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Drawing by son of lawyer who saved Mandela from the gallows for sale with Aspire Art Auctions
Aspire Art Auctions' Ravelle Pillay talking about William Kentrdige’s drawing from the film Stereoscope'.

JOHANNESBURG.- Leading South African auction house, Aspire Art Auctions’ next sale on October 28 includes an important work by top contemporary artist William Kentridge - famous son of a famous father, Sidney Kentridge who defended Nelson Mandela in the infamous Treason Trial, thus saving his life.

This moody drawing from the film, Stereoscope – Double Page, Soho in Two Rooms was produced in 1999. The charcoal and pastel work on paper, signed, 120 x 160 cm is estimated to sell for £230,000 (R4.5m) to £300,000 (R6m).

“This work by William Kentridge stems from his early Drawings for Projection for which the artist is most celebrated and which was the driving force behind his initial rise to international fame and prominence,” says Ruarc Peffers, Director of Aspire Art Auctions in South Africa.

This drawing from Stereoscope is one of the largest of 65 drawings that Kentridge used to make the 8 minute and 22 second animated film that was first shown, together with a selection of drawings, at the Museum of Modern Art, New York, in April 1999.

The corpulent business-suited figure in the drawing, Soho Eckstein, is William Kentridge’s much discussed alter ego, a figure of greed linked to affluent South Africans’ exploitation of the sub-continent.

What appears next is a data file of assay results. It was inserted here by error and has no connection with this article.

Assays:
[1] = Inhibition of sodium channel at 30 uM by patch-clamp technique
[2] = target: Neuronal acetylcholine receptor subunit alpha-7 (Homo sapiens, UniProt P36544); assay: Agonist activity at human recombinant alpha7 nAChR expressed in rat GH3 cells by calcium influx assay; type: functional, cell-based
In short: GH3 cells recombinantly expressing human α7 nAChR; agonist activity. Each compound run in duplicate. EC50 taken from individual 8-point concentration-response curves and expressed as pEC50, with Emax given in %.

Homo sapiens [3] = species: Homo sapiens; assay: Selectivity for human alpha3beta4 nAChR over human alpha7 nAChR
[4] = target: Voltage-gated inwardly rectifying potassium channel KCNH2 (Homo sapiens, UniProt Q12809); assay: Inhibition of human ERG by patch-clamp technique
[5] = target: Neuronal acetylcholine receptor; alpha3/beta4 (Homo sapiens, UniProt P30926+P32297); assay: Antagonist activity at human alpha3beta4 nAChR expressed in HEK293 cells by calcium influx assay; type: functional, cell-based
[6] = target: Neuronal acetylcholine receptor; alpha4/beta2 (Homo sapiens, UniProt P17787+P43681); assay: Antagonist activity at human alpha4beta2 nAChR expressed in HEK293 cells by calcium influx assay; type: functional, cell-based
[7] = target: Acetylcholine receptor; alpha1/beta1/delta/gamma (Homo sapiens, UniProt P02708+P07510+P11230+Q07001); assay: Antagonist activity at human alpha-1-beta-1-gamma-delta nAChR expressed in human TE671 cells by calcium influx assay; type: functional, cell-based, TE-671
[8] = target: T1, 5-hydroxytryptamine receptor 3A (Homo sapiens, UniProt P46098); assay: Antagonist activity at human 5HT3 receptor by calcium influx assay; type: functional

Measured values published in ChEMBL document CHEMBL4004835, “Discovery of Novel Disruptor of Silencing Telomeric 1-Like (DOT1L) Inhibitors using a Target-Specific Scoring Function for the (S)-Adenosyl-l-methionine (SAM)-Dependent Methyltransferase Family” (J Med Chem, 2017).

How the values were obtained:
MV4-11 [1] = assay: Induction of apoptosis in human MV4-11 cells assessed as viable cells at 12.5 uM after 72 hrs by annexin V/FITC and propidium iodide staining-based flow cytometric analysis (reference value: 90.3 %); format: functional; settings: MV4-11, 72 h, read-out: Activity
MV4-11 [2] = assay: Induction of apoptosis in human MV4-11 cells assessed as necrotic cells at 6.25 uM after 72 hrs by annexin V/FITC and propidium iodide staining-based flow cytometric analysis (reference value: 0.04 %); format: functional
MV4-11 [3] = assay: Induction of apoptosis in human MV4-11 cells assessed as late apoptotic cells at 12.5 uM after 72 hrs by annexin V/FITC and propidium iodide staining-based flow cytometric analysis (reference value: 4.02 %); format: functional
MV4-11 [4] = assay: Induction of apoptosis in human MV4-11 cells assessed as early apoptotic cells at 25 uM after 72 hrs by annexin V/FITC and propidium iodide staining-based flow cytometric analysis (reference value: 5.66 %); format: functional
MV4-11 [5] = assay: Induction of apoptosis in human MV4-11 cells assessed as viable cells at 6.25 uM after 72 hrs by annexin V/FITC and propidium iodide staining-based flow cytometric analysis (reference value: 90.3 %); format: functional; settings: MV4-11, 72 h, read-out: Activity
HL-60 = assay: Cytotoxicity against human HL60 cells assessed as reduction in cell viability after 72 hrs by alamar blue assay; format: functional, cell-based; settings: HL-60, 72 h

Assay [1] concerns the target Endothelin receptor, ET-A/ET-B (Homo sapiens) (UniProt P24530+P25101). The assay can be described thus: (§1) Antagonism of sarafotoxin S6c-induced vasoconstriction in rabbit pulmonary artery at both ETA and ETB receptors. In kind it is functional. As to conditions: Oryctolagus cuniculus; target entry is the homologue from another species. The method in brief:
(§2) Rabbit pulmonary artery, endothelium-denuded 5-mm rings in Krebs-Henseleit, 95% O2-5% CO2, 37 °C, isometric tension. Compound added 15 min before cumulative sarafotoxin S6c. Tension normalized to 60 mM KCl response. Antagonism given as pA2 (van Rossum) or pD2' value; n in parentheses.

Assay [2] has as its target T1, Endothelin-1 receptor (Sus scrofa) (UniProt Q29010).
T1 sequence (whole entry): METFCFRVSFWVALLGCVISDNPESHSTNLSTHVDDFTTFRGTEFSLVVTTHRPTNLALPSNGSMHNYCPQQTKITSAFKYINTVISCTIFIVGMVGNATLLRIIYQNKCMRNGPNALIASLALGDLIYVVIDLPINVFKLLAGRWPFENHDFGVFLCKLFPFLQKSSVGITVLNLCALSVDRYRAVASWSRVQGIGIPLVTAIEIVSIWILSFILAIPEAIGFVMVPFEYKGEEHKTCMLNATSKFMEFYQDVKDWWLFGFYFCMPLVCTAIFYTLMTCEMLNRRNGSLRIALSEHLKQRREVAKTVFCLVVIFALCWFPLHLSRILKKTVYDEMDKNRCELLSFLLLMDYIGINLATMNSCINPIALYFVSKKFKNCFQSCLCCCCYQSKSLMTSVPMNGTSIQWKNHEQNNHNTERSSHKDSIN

Stereoscope, like Kentridge’s other Drawings for Projection, was made in stop-frame animation (that the artist called “stone-age film-making”) in which a drawing would be filmed for a few frames, altered by tiny additions and/or erasures, filmed again until a sense of movement was achieved and replaced by another drawing in which the process was repeated. The technique is characterized by both rough, seemingly provisional marks and vestiges of erased marks that contribute to the resonance of each drawing.

In the year in which he made this film, Kentridge said of his method: “I believe that in the indeterminacy of drawing, the contingent way that images arrive in the work, lies some kind of model of how we live our lives. The activity of drawing is a way of trying to understand who we are and how we operate in the world. It is in the strangeness of the activity itself that can be detected judgement, ethics and morality.”

Historian and academic, Matthew Kentridge (William’s brother) has written, in the early Drawings for Projection, that Soho was “the embodiment of wealth and greed, arch-capitalist in his privileged world, fat to bursting on the proceeds of exploitation”. This world is represented in the chaos of communication systems, manic numbers, and various forms of interpersonal abuse that invade Soho’s room on the left. From around the time of the film The History of the Main Complaint of 1996, however, Soho began to express remorse for his role in an unjust system and attempted to withdraw from this world: this space is represented on the right of the drawing.

Stereoscope was made during the time of the proceedings of the Truth and Reconciliation Commission that dealt mainly with political crimes under Apartheid but paved the way for big business to acknowledge complicity and guilt.

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